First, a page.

The Greenland ice sheet is not only melting from above, but also from below. It has been discovered that this is caused by heat flowing up from Earth’s mantle. It’s variable across Greenland, absent in some places and intense in others. Last summer, NASA satellites revealed that the surface of Greenland’s massive ice sheet had melted over an unusually large area. NASA has been monitoring the Greenland melt for 30 years, July of 2012 was "unprecedented," partly because it was so large and partly because it occurred at the COLDEST part of the country, Summit station. The thawed area went from 40% of the ice sheet to 97% in just four days, starting on July 8th, 2012. So far, the picture in 2013 has been a little more positive. A few southern coastal areas began melting in mid-May, followed by inland higher-elevation ice and all remaining coastal areas about June 3, when warmer conditions arrived. As of August, melt was well below 2012’s extraordinary levels, but still significantly above average.
Greenland’s ice sheet plays a central role in climate, and it is contracting at the rate of about 680,000 cubic miles of ice per year. Its vast white surface also reflects enormous amounts of heat back into space, but as it melts less of that heat is reflected, and the less heat that is reflected, the hotter it gets and the more melt takes place.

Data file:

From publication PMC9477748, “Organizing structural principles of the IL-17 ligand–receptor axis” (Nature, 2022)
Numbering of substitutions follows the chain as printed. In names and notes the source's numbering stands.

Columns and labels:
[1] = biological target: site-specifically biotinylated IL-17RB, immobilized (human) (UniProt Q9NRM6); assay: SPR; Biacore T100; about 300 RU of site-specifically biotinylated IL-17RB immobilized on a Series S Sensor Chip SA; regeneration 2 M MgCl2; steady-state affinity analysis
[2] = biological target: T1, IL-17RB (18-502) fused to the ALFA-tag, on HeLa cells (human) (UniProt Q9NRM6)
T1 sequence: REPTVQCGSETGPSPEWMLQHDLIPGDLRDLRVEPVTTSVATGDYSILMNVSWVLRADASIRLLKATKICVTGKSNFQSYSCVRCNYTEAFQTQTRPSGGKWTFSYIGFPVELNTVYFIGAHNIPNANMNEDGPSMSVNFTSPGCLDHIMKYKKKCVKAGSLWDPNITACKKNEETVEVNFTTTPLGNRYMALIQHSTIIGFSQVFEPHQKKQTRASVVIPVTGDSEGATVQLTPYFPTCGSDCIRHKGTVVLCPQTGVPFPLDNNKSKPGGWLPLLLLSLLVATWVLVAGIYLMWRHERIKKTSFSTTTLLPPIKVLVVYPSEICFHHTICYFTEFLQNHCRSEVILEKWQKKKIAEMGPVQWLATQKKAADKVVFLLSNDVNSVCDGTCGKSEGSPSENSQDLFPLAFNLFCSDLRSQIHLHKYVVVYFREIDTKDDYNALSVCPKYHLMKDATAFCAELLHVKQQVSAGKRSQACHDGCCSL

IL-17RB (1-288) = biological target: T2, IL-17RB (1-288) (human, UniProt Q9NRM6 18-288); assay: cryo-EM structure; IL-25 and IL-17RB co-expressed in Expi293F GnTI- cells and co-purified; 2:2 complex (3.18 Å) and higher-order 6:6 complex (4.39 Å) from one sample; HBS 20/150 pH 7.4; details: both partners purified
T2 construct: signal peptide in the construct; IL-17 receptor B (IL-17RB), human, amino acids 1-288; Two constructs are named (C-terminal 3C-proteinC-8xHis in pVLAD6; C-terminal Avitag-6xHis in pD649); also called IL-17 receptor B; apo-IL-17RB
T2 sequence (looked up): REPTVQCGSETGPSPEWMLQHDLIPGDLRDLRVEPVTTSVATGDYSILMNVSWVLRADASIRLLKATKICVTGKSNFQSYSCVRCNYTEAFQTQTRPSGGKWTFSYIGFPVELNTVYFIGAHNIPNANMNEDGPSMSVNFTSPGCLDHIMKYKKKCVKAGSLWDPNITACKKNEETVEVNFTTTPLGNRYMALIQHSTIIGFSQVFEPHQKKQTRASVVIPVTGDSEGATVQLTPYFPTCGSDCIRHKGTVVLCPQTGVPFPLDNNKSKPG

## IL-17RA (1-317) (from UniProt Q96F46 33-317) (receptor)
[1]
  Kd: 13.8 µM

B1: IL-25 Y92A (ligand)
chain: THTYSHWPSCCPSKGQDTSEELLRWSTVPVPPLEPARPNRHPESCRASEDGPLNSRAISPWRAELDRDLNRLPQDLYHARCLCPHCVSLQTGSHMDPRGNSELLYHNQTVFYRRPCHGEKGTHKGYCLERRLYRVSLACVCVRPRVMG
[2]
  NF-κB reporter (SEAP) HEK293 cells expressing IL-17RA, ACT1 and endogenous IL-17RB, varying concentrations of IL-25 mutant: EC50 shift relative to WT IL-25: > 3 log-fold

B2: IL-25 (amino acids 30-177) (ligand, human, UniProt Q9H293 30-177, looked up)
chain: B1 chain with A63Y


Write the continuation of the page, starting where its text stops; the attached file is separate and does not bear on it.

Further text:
Will Greenland’s glaciers slide into the sea anytime soon? If present melt rates continue, there are going to be destabilizations of, in particular, the Jakobshavn Glacier, but numerous glaciers, especially across Western Greenland, are at risk.
The video shows the largest glacier calving event ever filmed, this for the ‘Chasing Ice’ documentary. It occurred on the Ilulissat Glacier in Western Greenland on May 28, 2008, and caused the glacier to retreat a mile in 75 minutes, a record.
You can find stories on the internet claiming that Greenland’s ice cover is not melting. These stories are false.
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